Every December, the Hallmark Channel and Lifetime fill the airwaves with wall-to-wall made-for-TV Christmas movies. Other channels have them, but those are the two who make them their lifeblood. I don't watch them all, or even most of them, but I do tend to check many for at least a few minutes. They're sort of like comforting holiday pudding, but if you eat too much, you get a sugar rush and treacly sick.
After several years of this, however, I have come to the conclusion that most of these dozens upon dozens of TV Christmas movies can be boiled down to four themes.
1. A modern-day remake of A Christmas Carol. Usually it's the mean boss of a department store (department stores are really big in TV Christmas movies). It doesn't have to be a department store, but it's a good bet to make if pressed. And of course, the person learns that life is loving and great, and discover it just in time for Christmas.
2. Someone is knocked unconscious and wakes up leading a different life than the one they had before. Somehow they've got to get back to the life they had before and in struggling to do so, they realize how loving and great their life was, and they make it just in time for Christmas. This is It's a Wonderful Life gambit.
3. A relative of Santa Claus (usually a son or daughter) makes their way into the big city, and want to bring joy to others, or find their own path in life, but along the way they fall in love.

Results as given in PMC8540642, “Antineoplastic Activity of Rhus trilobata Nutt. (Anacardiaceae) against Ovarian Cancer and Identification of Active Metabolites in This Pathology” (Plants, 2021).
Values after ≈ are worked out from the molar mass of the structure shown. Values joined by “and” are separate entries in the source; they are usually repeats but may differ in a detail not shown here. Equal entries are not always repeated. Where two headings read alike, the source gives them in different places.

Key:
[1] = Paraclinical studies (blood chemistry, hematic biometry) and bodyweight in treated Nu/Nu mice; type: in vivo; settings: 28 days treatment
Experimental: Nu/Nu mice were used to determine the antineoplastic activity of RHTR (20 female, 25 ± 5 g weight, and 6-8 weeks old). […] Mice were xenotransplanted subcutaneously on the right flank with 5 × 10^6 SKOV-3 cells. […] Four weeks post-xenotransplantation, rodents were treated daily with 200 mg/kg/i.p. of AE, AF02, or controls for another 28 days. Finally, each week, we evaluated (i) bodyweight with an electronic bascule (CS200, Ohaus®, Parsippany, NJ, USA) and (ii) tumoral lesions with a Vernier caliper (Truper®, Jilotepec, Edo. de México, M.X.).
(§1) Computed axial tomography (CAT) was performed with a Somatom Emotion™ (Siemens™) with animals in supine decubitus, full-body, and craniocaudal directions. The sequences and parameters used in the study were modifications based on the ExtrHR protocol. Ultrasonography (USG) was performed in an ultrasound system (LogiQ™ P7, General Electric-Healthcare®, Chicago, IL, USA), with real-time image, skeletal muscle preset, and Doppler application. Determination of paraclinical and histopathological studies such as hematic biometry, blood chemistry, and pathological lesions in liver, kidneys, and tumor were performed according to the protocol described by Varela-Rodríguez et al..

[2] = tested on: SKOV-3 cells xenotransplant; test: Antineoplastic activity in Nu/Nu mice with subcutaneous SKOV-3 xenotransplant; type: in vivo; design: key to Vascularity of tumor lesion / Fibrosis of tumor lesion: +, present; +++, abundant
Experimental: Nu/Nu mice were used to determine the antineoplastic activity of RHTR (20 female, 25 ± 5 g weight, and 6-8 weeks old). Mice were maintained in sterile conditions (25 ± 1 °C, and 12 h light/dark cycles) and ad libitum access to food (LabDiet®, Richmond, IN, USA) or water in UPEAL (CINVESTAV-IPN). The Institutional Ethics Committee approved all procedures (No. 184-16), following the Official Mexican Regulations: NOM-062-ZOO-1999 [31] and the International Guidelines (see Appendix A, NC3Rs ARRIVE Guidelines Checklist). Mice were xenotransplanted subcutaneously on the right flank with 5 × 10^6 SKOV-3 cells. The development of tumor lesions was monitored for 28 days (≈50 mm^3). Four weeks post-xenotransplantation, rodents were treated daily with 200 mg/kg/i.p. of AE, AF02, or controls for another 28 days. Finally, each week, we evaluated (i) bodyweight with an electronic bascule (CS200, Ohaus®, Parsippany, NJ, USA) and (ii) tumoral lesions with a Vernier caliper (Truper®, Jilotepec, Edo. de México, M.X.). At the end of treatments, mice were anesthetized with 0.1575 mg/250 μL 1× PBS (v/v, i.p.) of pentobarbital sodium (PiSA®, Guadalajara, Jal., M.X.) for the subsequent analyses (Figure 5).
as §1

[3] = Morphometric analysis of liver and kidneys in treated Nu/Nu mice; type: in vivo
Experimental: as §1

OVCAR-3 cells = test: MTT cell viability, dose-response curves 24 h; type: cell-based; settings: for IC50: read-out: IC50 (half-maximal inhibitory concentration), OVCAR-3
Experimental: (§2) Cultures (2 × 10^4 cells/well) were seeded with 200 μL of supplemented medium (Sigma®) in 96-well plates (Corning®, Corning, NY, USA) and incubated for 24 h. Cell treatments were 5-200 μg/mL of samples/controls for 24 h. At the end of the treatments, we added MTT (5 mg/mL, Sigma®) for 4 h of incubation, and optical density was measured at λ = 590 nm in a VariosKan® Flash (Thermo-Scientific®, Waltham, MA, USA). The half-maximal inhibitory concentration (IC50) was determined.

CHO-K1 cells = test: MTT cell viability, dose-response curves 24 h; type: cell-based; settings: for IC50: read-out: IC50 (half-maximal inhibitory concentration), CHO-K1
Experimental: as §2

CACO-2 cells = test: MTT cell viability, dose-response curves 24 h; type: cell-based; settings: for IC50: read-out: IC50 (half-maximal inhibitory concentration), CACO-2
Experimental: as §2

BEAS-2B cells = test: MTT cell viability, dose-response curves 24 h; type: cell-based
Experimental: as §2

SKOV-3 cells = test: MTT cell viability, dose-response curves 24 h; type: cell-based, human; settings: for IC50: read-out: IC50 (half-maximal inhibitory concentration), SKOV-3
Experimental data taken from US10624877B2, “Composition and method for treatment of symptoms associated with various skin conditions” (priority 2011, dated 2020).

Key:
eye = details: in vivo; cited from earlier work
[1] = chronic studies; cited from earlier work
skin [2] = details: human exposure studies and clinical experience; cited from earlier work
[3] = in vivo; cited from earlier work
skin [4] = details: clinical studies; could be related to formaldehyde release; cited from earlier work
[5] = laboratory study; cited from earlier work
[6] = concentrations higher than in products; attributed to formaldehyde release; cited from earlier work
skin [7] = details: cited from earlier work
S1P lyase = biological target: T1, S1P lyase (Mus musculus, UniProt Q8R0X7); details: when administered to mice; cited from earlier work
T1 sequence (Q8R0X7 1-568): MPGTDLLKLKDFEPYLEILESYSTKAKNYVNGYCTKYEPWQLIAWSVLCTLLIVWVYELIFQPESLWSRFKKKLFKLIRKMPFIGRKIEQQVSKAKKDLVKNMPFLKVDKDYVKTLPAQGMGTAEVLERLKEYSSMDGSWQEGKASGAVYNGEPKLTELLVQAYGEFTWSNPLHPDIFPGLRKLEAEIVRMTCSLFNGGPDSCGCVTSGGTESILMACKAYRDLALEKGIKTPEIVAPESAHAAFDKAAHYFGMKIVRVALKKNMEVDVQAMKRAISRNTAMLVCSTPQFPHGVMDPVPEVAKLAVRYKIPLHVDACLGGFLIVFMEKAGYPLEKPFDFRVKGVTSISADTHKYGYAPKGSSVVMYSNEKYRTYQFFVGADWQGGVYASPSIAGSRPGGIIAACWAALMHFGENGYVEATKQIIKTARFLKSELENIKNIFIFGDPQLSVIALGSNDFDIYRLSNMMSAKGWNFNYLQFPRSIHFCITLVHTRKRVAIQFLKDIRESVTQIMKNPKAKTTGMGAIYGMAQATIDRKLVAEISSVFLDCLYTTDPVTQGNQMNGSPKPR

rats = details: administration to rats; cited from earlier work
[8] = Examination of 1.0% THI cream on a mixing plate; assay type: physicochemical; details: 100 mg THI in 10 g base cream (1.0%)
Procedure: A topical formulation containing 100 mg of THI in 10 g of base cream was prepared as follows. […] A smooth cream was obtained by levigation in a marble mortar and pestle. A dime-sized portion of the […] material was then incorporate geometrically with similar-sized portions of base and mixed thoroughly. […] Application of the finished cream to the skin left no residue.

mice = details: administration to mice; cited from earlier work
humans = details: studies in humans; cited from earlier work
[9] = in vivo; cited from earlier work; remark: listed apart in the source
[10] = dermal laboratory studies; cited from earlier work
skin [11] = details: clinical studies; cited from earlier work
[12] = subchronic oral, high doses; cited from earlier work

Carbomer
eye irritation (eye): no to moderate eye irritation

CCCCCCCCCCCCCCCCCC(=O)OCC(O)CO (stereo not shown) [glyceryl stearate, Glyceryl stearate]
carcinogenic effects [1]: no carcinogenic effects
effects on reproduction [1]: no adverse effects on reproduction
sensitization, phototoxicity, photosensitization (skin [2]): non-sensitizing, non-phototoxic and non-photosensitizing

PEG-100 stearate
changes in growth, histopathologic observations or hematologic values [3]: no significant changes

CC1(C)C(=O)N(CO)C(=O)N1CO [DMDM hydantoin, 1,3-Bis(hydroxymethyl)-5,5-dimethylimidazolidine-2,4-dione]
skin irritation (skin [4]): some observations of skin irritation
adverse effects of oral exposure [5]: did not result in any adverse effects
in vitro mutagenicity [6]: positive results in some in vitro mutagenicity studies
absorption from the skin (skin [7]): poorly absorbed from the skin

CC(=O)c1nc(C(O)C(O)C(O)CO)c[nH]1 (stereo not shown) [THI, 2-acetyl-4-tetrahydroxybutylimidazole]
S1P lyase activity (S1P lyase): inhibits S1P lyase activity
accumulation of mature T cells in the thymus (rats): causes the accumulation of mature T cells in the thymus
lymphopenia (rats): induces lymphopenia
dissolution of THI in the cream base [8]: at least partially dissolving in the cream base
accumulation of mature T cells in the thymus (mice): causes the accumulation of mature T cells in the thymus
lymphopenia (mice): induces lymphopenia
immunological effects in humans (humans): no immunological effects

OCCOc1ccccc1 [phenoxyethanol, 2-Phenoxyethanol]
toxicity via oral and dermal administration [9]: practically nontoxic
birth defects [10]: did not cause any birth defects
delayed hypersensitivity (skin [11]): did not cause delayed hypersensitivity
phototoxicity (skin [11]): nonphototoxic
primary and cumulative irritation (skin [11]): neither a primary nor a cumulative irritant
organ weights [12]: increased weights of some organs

4. Someone unwillingly returns home for Christmas -- usually because they lost their job, but they can be reticent for any reason. And once home, they cross paths with their high school sweetheart and fall in love again by Christmas.
Every once in a while another plot line somehow sneaks its way in past the network censors, but for the most part this is it. I'm not saying it inherently makes for good or bad movies -- no, it's the execution and twists they come up with that most impact that. (Over the weekend, for instance, I saw a passable one on, I think, Hallmark, called, A Snow Globe Christmas that starred Alicia Witt and Donald Faison from Scrubs, who were both terrific. In fairness, I recorded it and fast-forwarded through. But it was well-produced and nicely-acted, and fell into Scenario #2.) Having so few slots for basic stories does, however, make things tough, because after a while so many of the "tricks" have been used, and it's a greater challenge to find new ones. And also, I get the sense that the networks want it to be overly familiar, with as few twists as possible. But at least if you have this scorecard above, you can follow along and try to keep track of how well the movie fits in to its respective nook. Then, as soon as you've got that figured out, you can switch the channel and determine what category the next one is in.
'Tis the season, after all. Fa la la...
Robert J. Elisberg is a political commentator, screenwriter, novelist, tech writer and also some other things that I just tend to keep forgetting.
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